The extracts below are from – Finger in the dike? Cornwall Council’s Climate Change Development Planning Document. Posted on May 22, 2020 by bwdeacon
Cornwall Council’s Climate Change Development Plan Document, Scoping Report: a response
The first thing missing therefore from the Scoping Report is an honest admission that terrible mistakes have been made over the past 30 years. The second missing element is a clear and unequivocal statement about the degree of change now required to reduce carbon emissions to zero by 2030.
The most significant omissions from this report are
This report contains a disturbing lack of numerical evidence. The 2016 Greenhouse Gas (GHG) Inventory for Cornwall provides a baseline for assessing what is required, even though it is now well out of date. Yet this is not directly cited either in the Scoping Report or in the Topic Papers, which curiously add nothing to the Report itself. As a result, there is no assessment of how far the measures proposed will reduce Cornwall’s GHG emissions, either by 2030 or by the UK Government’s over-complacent 2050 target date.
Population and housing growth.
The biggest gap in this Report is any mention of local and central government policy which encourages speculative housebuilding. In Cornwall’s case this leads to higher rates of in-migration and/or second home ownership. Net in-migration has risen from an average of 3,463 a year in the early 2000s to 4,656 a year over the past five years. This extra population adds 23,200 tons of carbon every year to Cornwall’s GHG emissions (at the average of five tons per person).
It is frankly astonishing that there is no mention of tourism and its role in adding to Cornwall’s GHG emissions. If we assume four million visitors a year who stay on average for a week, tourism accounts for 384,000 tons (or 9%) of Cornwall’s annual carbon footprint. (Or ten times the saving from the Forest for Cornwall). Moreover, that’s just the carbon emitted in living and moving around while here. If we assume 90% of those visitors arrive by car and each car contains three people, we have 1.2 million trips. If each return trip averages 400 miles that adds another 140,000 tons of carbon.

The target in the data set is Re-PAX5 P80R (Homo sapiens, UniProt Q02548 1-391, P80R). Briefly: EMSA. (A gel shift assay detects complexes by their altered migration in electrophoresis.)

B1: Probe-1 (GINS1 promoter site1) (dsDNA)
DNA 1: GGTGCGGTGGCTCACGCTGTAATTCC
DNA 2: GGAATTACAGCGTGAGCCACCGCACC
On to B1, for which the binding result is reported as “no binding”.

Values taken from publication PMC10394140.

While GHG emissions at present from this sector are relatively low (55,000 tons of GHGs a year in 2016) this was rising fast, more than doubling in the two years from 2014 to 2016. Moreover, high-level emissions of GHGs are argued to have much more deleterious effects on the environment while there is no non-carbon technological fix in sight for aviation as there is for road transport. A recent Leeds University study points out that reducing flights (the majority indulged in by a small minority of the better-off) must be a top priority in efforts to cut carbon emissions. The Council correctly states that ‘we can all do something within our control to change the world we live in’. As it owns Newquay airport one immediate thing it could do is close it down. Scrapping the spaceport would save another 4,239 tons of GHGs projected by 2030.
Road transport is not ignored in this Scoping Report, but serious policies to deal with it are. It is stated that emissions from road traffic have fallen by only 1.5% since 1990, but not that they actually rose by 2.8% from 2014 to 2016, the last figures available. Current policies – mixed use housing projects, walking and cycling networks, more bus hubs and park and rides are likely to have an infinitesimal effect on the growth of traffic emissions produced by the Council’s other policies of speculative housebuilding and reliance on tourism or may even, as in the case of park and rides, result in increased traffic levels. With the Council still granting planning permissions to housing projects well out of town that contain two car parking spaces per house, the inadequacies and contradictions of its policies on road transport clearly require some urgent re-assessment.